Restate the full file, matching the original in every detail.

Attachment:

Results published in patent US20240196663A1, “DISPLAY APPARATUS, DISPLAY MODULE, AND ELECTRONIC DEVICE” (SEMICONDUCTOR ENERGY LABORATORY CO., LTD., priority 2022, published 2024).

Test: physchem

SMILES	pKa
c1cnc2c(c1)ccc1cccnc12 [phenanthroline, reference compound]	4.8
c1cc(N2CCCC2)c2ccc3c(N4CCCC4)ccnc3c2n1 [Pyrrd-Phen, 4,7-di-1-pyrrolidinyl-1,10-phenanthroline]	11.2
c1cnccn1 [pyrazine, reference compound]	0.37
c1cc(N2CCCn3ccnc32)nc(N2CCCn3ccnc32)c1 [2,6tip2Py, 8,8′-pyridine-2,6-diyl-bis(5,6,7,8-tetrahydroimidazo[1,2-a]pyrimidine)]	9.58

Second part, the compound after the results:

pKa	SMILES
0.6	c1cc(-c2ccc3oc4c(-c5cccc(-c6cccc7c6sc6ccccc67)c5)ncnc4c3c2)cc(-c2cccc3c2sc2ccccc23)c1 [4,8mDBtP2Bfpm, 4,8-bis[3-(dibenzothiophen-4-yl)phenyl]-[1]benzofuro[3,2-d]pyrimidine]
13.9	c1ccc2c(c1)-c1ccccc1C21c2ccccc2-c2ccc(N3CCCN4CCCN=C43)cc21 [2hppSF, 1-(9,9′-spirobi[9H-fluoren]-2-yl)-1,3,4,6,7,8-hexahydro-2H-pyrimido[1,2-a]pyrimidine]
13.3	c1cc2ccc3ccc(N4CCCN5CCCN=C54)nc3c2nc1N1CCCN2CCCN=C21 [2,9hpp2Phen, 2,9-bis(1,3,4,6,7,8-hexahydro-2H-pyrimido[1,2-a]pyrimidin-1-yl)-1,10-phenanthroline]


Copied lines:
Results published in patent US20240196663A1, “DISPLAY APPARATUS, DISPLAY MODULE, AND ELECTRONIC DEVICE” (SEMICONDUCTOR ENERGY LABORATORY CO., LTD., priority 2022, published 2024).

Test: physchem

SMILES	pKa
c1cnc2c(c1)ccc1cccnc12 [phenanthroline, reference compound]	4.8
c1cc(N2CCCC2)c2ccc3c(N4CCCC4)ccnc3c2n1 [Pyrrd-Phen, 4,7-di-1-pyrrolidinyl-1,10-phenanthroline]	11.2
c1cnccn1 [pyrazine, reference compound]	0.37
c1cc(N2CCCn3ccnc32)nc(N2CCCn3ccnc32)c1 [2,6tip2Py, 8,8′-pyridine-2,6-diyl-bis(5,6,7,8-tetrahydroimidazo[1,2-a]pyrimidine)]	9.58

Second part, the compound after the results:

pKa	SMILES
0.6	c1cc(-c2ccc3oc4c(-c5cccc(-c6cccc7c6sc6ccccc67)c5)ncnc4c3c2)cc(-c2cccc3c2sc2ccccc23)c1 [4,8mDBtP2Bfpm, 4,8-bis[3-(dibenzothiophen-4-yl)phenyl]-[1]benzofuro[3,2-d]pyrimidine]
13.9	c1ccc2c(c1)-c1ccccc1C21c2ccccc2-c2ccc(N3CCCN4CCCN=C43)cc21 [2hppSF, 1-(9,9′-spirobi[9H-fluoren]-2-yl)-1,3,4,6,7,8-hexahydro-2H-pyrimido[1,2-a]pyrimidine]
13.3	c1cc2ccc3ccc(N4CCCN5CCCN=C54)nc3c2nc1N1CCCN2CCCN=C21 [2,9hpp2Phen, 2,9-bis(1,3,4,6,7,8-hexahydro-2H-pyrimido[1,2-a]pyrimidin-1-yl)-1,10-phenanthroline]